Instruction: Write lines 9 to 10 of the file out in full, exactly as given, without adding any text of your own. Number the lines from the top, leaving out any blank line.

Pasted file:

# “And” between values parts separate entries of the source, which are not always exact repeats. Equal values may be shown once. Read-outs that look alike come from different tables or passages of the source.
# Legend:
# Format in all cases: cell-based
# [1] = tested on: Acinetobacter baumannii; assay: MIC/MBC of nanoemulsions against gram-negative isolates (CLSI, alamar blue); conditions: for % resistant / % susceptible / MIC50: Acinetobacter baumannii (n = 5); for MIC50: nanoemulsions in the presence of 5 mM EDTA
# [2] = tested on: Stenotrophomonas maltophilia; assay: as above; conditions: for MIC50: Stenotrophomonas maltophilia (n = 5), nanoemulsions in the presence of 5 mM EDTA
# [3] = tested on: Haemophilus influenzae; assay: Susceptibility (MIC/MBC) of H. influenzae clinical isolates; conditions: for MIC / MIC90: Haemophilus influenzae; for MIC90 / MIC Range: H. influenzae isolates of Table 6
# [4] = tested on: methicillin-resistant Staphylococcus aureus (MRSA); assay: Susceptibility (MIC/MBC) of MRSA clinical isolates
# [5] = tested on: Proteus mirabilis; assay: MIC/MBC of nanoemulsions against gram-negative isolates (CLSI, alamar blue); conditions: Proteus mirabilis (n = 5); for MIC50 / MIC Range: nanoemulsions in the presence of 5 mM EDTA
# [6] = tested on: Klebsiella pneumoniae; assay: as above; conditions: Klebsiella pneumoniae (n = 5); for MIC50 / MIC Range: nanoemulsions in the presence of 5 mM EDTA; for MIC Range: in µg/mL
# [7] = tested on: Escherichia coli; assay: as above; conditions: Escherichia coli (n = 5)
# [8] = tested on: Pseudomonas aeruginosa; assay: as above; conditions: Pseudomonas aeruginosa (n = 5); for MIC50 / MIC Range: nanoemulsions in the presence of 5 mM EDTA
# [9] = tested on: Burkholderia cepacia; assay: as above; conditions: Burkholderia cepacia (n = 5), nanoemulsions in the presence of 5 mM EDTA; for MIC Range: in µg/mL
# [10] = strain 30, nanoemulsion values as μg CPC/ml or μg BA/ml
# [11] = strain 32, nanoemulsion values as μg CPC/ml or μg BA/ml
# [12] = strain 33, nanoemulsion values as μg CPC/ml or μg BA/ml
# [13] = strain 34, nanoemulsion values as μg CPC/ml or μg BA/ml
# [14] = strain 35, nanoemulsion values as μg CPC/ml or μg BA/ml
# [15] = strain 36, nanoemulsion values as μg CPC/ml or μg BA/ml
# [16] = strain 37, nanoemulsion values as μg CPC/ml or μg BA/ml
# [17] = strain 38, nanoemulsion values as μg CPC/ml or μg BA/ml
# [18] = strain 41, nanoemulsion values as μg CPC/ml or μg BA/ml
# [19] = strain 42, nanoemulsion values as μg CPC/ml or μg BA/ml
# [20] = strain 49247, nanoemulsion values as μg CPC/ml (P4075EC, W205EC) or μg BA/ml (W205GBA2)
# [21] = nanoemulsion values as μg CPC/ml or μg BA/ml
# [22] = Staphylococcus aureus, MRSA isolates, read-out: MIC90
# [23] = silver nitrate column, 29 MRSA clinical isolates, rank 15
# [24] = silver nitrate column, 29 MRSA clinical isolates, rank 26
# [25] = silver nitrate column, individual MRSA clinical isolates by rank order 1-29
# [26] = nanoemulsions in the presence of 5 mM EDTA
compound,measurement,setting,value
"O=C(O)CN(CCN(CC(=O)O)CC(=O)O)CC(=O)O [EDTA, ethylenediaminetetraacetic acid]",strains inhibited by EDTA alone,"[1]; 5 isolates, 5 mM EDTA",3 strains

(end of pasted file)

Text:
# [6] = tested on: Klebsiella pneumoniae; assay: as above; conditions: Klebsiella pneumoniae (n = 5); for MIC50 / MIC Range: nanoemulsions in the presence of 5 mM EDTA; for MIC Range: in µg/mL
# [7] = tested on: Escherichia coli; assay: as above; conditions: Escherichia coli (n = 5)